Squamish and fishing for stories

I love writing. It feels good to have a thought move from brain through body and out my fingertips, forming physical words on a screen or page. Visual manifestations of my experiences that I can then share with others, inspiring readers, perhaps, to get out there and experience something new or familiar or encounter something in nature that has the power to transform, renew, challenge, inspire.

Get Out There is the magazine Mason and I are looking at pitching to for this episode of underEXPOSED. An outdoor lifestyle magazine that encourages people to, well, get out there and play in all that Mother Nature has to offer.

Since that’s exactly what the show is about, it seems like this magazine pitch is pretty natural.

So here I am in Squamish – an outdoor sports Mecca, right here in B.C. – and we’ve been able to taste the best of what this beautiful place has to offer. From climbing and mountain biking to hiking the Chief – an iconic mountain with cultural significance to the Squamish Nation – and fly fishing with an amazing soul named Brian (owner of Whistler Fly Fishing) and Hereditary Squamish Chief Ian Campbell… phew! Well, the week has apparently been run-on-sentence-worthy (and compound-modifier-worthy).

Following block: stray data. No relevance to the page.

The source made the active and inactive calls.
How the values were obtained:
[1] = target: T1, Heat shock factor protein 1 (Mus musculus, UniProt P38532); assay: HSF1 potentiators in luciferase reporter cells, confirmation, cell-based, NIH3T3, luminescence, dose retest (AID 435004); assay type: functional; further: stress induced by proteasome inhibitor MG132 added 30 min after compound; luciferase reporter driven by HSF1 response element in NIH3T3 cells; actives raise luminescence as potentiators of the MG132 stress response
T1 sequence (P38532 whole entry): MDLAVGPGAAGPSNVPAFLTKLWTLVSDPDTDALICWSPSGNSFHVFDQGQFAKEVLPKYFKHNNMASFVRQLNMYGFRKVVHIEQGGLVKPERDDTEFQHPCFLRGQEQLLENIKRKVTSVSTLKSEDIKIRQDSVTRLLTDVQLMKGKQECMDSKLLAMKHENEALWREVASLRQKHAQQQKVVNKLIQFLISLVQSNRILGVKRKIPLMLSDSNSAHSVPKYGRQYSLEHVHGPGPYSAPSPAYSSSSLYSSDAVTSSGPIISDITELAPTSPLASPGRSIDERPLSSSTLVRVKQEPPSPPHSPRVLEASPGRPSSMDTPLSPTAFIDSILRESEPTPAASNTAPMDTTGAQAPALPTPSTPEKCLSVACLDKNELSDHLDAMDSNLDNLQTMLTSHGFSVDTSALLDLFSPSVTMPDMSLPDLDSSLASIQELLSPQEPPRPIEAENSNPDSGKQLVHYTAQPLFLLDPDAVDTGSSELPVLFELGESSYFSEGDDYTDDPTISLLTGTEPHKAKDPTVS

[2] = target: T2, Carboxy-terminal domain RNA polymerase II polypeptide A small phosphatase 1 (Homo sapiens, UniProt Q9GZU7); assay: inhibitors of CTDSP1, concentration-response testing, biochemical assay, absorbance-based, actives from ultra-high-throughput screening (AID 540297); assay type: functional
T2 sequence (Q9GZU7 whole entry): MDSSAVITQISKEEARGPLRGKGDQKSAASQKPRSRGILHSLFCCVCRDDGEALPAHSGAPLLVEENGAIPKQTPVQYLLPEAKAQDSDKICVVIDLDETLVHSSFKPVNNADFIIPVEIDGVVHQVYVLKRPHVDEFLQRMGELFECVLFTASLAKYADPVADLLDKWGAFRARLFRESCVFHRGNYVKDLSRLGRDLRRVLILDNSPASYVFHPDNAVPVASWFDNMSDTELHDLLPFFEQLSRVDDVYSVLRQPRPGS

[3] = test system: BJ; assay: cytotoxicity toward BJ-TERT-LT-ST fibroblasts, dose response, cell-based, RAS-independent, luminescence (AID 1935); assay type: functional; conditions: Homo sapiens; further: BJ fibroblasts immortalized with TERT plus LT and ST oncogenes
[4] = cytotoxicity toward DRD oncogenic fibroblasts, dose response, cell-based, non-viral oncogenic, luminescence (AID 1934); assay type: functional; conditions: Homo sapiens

Perhaps not surprisingly, I loved fly-fishing instantly. I connected with the idea of process rather than outcome. Fly-fishing, Brian said, isn’t about catching a fish, rather it’s about the act of casting rhythmically to the constant cadence of the river as you stand in the heart of pristine nature. If a fish happens to find its way onto your hook, well then that’s an experience, but so is the process.

I think it can be often far too easy to attach to outcomes. Western culture encourages this in so many ways, every day, from a very early age. Activities like fly-fishing, meditation, yoga, and walks along water’s edge remind us to slow down and enjoy the present, because the past and future are only fabrications of our over-active left hemispheres.
In this instance, two artworks particularly stick out you can check here in terms of cultural values.